Theodore G. Vincent writes “there are many shades of black power.” He, however, listed these three.
  • In the middle of the black power continuum are those who believe that the injustices of discrimination and forced segregation can be successfully challenged if blacks join with disadvantaged whites and reform the system through interracial cooperation.
  • At one extreme are those who believe that since racism is endemic to America the black must accommodate himself to the segregated world that has been forced upon him, avoid any challenge to white authority, and build power within the segregated world through a combination of capitalist economics and white philanthropy. 
  • At the other extreme are those who believe the system is simple unworkable, so far as the rights of black people are concerned. People who hold this latter view refuse to accept force segregation, but they do seek the right to build a society of their own. Independent black power, on a par with white power, is their goal.  (Vincent, 1970)
Listening to my friend and watching YouTube videos (Real Black Atheists vs. Black Atheist) posted by the “Real” Black Atheists adherents, they, I believe, fall within the context of the third extreme. They appear not to be the Kwame Ture type Black Power movement, where black people are called to work with other marginalized groups and people to achieve social, economic and political justice. They appear to be an organization promoting separation. In fact, they separate themselves from Black Atheists and brand Black Atheists race traitors. “Real” Black Atheists endorse a philosophy of race superiority, and as such, they are akin to Afro-centrism, although they seem to have a problem with the word “Afro” in Afro-centrism.

Of course there is no such thing as ‘Black Atheism’ or ‘White Atheism.’  Simple Atheism! And one can choose to be without all God(s) regardless of the culture, or choose to be without/against only the God(s) outside one’s culture. The differences that can be found between Black Atheists and White Atheists more or less lies in the type of social justice struggles. Each ethnic group has problems that are unique to its people. Black people are still fighting racial discrimination; institutionalized racism, which shows up as socio-economic disparities, educational disparities, police brutality, stop and frisk and the many other faces in which white racism manifests, and these societal ills we must fight.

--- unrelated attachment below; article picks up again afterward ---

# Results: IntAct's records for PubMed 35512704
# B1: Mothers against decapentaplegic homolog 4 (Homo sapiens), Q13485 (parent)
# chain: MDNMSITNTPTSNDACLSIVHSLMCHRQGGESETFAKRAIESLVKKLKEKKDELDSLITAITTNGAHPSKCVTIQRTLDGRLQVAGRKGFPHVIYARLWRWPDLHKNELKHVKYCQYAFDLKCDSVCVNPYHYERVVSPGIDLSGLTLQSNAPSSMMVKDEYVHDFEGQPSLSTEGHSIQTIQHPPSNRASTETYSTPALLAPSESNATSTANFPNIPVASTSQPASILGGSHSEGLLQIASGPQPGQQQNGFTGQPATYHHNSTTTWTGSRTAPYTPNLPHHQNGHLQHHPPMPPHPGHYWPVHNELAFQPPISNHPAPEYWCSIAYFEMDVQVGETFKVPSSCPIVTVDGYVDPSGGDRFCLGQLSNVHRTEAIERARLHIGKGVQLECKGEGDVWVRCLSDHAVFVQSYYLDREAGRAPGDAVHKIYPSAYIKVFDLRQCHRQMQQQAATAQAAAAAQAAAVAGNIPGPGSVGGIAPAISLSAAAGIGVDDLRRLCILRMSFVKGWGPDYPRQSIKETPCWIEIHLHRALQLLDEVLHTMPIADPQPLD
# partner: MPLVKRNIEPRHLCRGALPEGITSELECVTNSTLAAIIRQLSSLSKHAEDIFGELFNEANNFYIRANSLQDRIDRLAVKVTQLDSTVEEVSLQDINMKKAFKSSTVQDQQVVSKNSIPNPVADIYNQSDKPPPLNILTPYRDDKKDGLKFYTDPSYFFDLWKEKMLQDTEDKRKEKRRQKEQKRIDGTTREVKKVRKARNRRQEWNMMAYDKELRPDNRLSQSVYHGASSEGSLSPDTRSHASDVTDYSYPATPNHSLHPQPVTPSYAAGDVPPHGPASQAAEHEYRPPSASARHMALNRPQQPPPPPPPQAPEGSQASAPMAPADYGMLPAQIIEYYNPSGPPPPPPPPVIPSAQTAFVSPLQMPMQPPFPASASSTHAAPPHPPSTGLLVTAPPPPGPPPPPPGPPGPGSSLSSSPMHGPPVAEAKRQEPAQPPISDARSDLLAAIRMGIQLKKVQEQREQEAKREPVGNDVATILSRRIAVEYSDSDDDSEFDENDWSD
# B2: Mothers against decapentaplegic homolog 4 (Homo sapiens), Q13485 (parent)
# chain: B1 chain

As I end this polemic, I must agree, my friend is correct. In that, “Real” Black Atheists is different from Black Atheists. They are certainly unalike. Black Atheists promotes and supports moral justice for all of humanity, within a secular humanist framework. Black Atheists are concerned with building a better society for all of humanity. In fact, as a Black Atheist, my world view is informed by this fact, “humanity is one,” (The Human Prospect – V2; p.5).

“Real” Black Atheists, on the other hand, have a theistic philosophy which seeks to separate the world into US vs. Them, just like many religions. Moreover, after listening to my friend and the many “Real” Black Atheists on those YouTube videos, it seemed clear that “Real” Black Atheists are not only stuck in the past, they support bigotry, intolerance, hatred, sexism, homophobia, pseudo-science, irrationality, xenophobia, etc. Interestingly, “Real” Black Atheism is not unlike the very Euro-centric (European) theistic philosophy it claims to eschew.

Note: In the words of the great ancestor Frederick Douglass “I would unite with anybody to do right and with nobody to do wrong.”